I have a TextExpander for that. I hit reply and typed three keys. It was like, “Thanks so much for reaching out. We don’t do this best.”
I use TextExpander for everything except that one thing. That is what I need to do. That is a great idea.
It also cuts off because a lot of those have it on some type of autoresponder or an automatic reply. If you don’t reply, they reach out again. TextExpander affirms that this is not going to happen.
Those are the only ones that I get back to the seventh time, bumping this to the top. I’m like, “If you bump me one more time, I’m going to flame-mail your company. Stop it.” I had a friend of mine years ago who went and bought a rubber stamp. He had the person’s name and address imprinted on a stamp. For a year, he collected these business reply cards, contest entry forms, draws and lotteries.
He sat down one day with 1,000 of these forms. He put the person’s name on them all and subscribed this person to more junk mail. That was his way of saying, “Stop bothering me.” How do you say no to John? Forget the fact that you are in a personal relationship. How do you say no to the CEO when he wants to do something and you know it is not the right fit or it is a not now? Maybe it is not a no but it is a not now.
I’m good at that. John got a lot of excellent ideas but I believe that both of us are much on the same page about where we are headed and what we want our lifestyle to look like. Coming to a place where we know what we want our lifestyle to look like could be exponentially difficult for people who are CEO or COO and are not in a personal relationship. Maybe you might not be close to the lifestyle and the bigger purpose that those people want to live day to day. John and I do know that about each other so it is easy to start to build a picture. If you say yes to this, this is what our day, week, month and next year are going to look like. Being able to paint that picture is a real thing like, “Got it. You are right. No.”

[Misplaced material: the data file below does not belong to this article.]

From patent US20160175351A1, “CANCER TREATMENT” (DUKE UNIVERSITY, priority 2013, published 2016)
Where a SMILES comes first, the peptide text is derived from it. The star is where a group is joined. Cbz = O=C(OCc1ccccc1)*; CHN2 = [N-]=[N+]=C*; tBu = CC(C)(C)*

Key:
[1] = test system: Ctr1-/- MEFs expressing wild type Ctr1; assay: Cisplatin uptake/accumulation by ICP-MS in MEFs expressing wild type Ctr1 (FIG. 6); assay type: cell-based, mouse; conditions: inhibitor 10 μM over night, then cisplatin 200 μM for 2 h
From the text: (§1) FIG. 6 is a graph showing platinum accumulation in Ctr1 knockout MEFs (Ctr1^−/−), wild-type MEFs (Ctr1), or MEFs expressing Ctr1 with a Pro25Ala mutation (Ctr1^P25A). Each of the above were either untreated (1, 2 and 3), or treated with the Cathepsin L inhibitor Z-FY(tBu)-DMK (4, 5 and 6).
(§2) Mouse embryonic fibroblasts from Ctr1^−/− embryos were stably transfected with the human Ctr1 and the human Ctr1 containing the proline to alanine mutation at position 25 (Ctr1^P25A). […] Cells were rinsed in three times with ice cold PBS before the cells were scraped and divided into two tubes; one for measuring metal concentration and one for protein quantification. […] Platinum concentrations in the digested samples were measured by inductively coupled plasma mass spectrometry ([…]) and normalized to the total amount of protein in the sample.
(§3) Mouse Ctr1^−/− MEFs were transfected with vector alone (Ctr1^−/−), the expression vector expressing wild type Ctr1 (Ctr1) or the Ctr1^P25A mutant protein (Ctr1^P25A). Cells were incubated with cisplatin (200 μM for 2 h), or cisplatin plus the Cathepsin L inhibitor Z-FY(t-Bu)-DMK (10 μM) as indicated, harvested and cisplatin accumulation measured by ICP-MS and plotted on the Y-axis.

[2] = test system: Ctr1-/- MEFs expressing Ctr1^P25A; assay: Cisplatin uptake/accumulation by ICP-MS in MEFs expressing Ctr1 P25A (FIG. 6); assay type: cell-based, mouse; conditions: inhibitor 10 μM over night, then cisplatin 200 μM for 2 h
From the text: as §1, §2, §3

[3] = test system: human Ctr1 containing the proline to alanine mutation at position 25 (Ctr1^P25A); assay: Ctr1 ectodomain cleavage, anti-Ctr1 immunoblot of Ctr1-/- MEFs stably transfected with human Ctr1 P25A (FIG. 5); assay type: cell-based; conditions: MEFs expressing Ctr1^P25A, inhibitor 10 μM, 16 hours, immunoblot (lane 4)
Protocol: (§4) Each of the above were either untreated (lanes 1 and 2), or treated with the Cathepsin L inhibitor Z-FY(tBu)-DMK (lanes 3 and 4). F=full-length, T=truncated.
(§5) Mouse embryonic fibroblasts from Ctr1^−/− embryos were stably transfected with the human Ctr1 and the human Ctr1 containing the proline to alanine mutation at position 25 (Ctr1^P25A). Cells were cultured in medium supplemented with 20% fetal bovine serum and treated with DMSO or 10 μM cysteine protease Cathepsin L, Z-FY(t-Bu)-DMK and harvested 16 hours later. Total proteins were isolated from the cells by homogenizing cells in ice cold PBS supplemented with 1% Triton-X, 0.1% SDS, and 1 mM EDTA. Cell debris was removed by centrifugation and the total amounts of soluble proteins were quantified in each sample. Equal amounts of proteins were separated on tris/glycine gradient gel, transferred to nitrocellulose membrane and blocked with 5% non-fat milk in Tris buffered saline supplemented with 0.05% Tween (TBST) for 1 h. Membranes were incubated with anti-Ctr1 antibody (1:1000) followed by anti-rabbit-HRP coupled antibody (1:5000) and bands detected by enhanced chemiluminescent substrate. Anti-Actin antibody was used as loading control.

I’m at a stage where I’m starting to do some stuff to protect my time going forward. My team knows I’m giving them that as the why behind some of our decision-making, why I’m focused on the COO Alliance or why I’m focused on not doing as many in-person speaking events. They understand the why behind that but I don’t have that second in command who is telling me no because their interests are aligned like yours and John’s interests are aligned.
You were like, “No, I don’t want you doing that because it is going to affect my life too.” You are protecting him by protecting yourself too, which is powerful. Let’s go back to the 21-year-old Kate. You are just graduating college. You are getting ready to go off and start your career. What advice would you give yourself back then that you know to be true now but you wish you had known back then?
You don’t have to follow a prescribed path. I thought that was the way. I didn’t know that there was another way. I wish that I would have known that you could create your path. It doesn’t have to be what you grew up understanding or what everybody else is doing. It can be as big, exciting and crazy as you want it to be. As long as you are willing to commit to it, you can create that.
Kate Erickson, the Engine behind Entrepreneurs On Fire, the second in command to John Lee Dumas, thank you so much for sharing with us. I’m glad we pressed the record for this episode.
Me too, Cameron. Thank you so much.
Thanks so much.
- Entrepreneurs on Fire
- The Podcast Journal: Idea to Launch in 50 Days
- How to Fascinate
- Podcasters Paradise
- Real Revenue
- The Freedom Journal
- The Mastery Journal
- The Podcast Journal
- The Common Path to Uncommon Success
- Fire Nation Elite
- Sally Hogshead
- Genius Network
- Boomerang for Gmail
- DotCom Secrets
- Invest In Your Leaders Course
About Kate Erickson
What happens when you take a marketing and advertising background, add an English degree and then uncover a passion for entrepreneurship? Really cool stuff.
I’m Kate, and I’m the integrator of awesome ideas at Entrepreneurs On Fire!
How did this come to be? Well, I realized after all those years in marketing and advertising and the banking industry that I didn’t need Corporate America to determine my worth for me. Instead, I decided to determine my own worth by taking all of the knowledge and experience I’ve gained and putting it towards helping others recognize, create and build the business they’ve always dreamed of, but never thought possible.